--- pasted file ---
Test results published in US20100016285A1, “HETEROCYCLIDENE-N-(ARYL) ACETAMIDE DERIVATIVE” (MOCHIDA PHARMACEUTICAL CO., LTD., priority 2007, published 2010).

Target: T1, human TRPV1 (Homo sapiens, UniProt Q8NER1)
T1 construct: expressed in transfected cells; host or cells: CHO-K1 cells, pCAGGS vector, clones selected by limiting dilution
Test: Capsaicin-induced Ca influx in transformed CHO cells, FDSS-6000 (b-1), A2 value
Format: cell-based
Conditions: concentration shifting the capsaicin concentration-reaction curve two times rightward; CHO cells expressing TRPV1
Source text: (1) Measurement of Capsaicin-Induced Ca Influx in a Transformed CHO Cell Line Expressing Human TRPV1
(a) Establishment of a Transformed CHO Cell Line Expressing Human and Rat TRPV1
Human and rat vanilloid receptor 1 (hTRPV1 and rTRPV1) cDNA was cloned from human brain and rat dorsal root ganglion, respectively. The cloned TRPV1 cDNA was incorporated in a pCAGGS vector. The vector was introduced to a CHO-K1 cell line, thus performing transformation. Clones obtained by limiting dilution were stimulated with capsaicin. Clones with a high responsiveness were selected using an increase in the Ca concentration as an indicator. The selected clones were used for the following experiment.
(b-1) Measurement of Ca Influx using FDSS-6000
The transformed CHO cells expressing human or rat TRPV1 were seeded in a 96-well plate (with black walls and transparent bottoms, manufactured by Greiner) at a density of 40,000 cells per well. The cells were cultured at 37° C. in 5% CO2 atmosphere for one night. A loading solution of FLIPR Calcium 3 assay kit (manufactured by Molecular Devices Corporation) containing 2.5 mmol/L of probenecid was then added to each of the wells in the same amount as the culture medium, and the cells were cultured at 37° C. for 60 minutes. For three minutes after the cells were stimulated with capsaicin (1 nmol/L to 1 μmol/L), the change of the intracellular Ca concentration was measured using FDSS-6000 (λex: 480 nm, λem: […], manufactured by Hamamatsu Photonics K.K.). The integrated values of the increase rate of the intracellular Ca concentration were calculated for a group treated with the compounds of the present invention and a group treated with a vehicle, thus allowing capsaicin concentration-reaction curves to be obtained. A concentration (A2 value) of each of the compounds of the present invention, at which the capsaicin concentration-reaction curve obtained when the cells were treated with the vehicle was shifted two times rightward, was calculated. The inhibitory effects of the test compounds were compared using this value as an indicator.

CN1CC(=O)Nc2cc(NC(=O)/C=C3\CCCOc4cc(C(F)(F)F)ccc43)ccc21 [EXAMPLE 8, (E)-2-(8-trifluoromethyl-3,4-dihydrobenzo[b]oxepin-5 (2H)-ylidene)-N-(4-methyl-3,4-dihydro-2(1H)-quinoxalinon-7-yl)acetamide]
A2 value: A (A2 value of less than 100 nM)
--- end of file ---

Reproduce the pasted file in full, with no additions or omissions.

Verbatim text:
Test results published in US20100016285A1, “HETEROCYCLIDENE-N-(ARYL) ACETAMIDE DERIVATIVE” (MOCHIDA PHARMACEUTICAL CO., LTD., priority 2007, published 2010).

Target: T1, human TRPV1 (Homo sapiens, UniProt Q8NER1)
T1 construct: expressed in transfected cells; host or cells: CHO-K1 cells, pCAGGS vector, clones selected by limiting dilution
Test: Capsaicin-induced Ca influx in transformed CHO cells, FDSS-6000 (b-1), A2 value
Format: cell-based
Conditions: concentration shifting the capsaicin concentration-reaction curve two times rightward; CHO cells expressing TRPV1
Source text: (1) Measurement of Capsaicin-Induced Ca Influx in a Transformed CHO Cell Line Expressing Human TRPV1
(a) Establishment of a Transformed CHO Cell Line Expressing Human and Rat TRPV1
Human and rat vanilloid receptor 1 (hTRPV1 and rTRPV1) cDNA was cloned from human brain and rat dorsal root ganglion, respectively. The cloned TRPV1 cDNA was incorporated in a pCAGGS vector. The vector was introduced to a CHO-K1 cell line, thus performing transformation. Clones obtained by limiting dilution were stimulated with capsaicin. Clones with a high responsiveness were selected using an increase in the Ca concentration as an indicator. The selected clones were used for the following experiment.
(b-1) Measurement of Ca Influx using FDSS-6000
The transformed CHO cells expressing human or rat TRPV1 were seeded in a 96-well plate (with black walls and transparent bottoms, manufactured by Greiner) at a density of 40,000 cells per well. The cells were cultured at 37° C. in 5% CO2 atmosphere for one night. A loading solution of FLIPR Calcium 3 assay kit (manufactured by Molecular Devices Corporation) containing 2.5 mmol/L of probenecid was then added to each of the wells in the same amount as the culture medium, and the cells were cultured at 37° C. for 60 minutes. For three minutes after the cells were stimulated with capsaicin (1 nmol/L to 1 μmol/L), the change of the intracellular Ca concentration was measured using FDSS-6000 (λex: 480 nm, λem: […], manufactured by Hamamatsu Photonics K.K.). The integrated values of the increase rate of the intracellular Ca concentration were calculated for a group treated with the compounds of the present invention and a group treated with a vehicle, thus allowing capsaicin concentration-reaction curves to be obtained. A concentration (A2 value) of each of the compounds of the present invention, at which the capsaicin concentration-reaction curve obtained when the cells were treated with the vehicle was shifted two times rightward, was calculated. The inhibitory effects of the test compounds were compared using this value as an indicator.

CN1CC(=O)Nc2cc(NC(=O)/C=C3\CCCOc4cc(C(F)(F)F)ccc43)ccc21 [EXAMPLE 8, (E)-2-(8-trifluoromethyl-3,4-dihydrobenzo[b]oxepin-5 (2H)-ylidene)-N-(4-methyl-3,4-dihydro-2(1H)-quinoxalinon-7-yl)acetamide]
A2 value: A (A2 value of less than 100 nM)